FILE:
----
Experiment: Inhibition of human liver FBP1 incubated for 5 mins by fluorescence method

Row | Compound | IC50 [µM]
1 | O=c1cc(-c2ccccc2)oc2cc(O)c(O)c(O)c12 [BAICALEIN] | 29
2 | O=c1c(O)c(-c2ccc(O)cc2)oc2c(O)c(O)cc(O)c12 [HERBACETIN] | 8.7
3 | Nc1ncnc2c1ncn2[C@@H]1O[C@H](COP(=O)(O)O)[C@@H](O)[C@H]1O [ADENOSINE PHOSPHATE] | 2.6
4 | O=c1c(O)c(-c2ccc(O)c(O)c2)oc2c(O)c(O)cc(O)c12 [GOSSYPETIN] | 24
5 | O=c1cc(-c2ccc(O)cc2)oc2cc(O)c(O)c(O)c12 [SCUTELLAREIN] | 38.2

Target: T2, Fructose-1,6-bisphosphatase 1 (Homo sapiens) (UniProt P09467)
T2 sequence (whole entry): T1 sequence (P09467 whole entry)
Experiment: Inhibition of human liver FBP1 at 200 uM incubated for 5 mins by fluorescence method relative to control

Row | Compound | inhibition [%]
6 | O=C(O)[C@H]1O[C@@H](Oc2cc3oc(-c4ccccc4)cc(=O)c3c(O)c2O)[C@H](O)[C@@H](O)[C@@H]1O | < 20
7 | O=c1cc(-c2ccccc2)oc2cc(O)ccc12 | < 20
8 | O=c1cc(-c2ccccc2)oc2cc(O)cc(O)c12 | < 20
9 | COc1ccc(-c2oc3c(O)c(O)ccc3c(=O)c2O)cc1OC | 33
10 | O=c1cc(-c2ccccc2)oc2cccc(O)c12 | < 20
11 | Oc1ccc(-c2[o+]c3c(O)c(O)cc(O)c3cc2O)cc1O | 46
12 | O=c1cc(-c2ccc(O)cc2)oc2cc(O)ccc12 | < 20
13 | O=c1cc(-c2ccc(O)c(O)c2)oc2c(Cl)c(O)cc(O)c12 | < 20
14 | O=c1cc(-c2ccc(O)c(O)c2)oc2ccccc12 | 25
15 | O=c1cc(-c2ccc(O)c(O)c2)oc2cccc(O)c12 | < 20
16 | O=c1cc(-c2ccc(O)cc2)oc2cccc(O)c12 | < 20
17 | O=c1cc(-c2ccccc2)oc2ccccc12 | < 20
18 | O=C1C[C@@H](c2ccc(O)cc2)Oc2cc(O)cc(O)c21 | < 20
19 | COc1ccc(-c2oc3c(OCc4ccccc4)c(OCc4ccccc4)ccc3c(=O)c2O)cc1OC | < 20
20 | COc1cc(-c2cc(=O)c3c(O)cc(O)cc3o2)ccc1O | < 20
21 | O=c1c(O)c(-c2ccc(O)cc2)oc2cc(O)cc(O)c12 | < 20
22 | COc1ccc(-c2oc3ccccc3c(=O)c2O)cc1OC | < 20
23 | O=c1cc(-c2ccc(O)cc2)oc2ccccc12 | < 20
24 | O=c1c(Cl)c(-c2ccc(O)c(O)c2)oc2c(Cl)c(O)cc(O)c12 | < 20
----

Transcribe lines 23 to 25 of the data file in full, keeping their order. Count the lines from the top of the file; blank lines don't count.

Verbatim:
17 | O=c1cc(-c2ccccc2)oc2ccccc12 | < 20
18 | O=C1C[C@@H](c2ccc(O)cc2)Oc2cc(O)cc(O)c21 | < 20
19 | COc1ccc(-c2oc3c(OCc4ccccc4)c(OCc4ccccc4)ccc3c(=O)c2O)cc1OC | < 20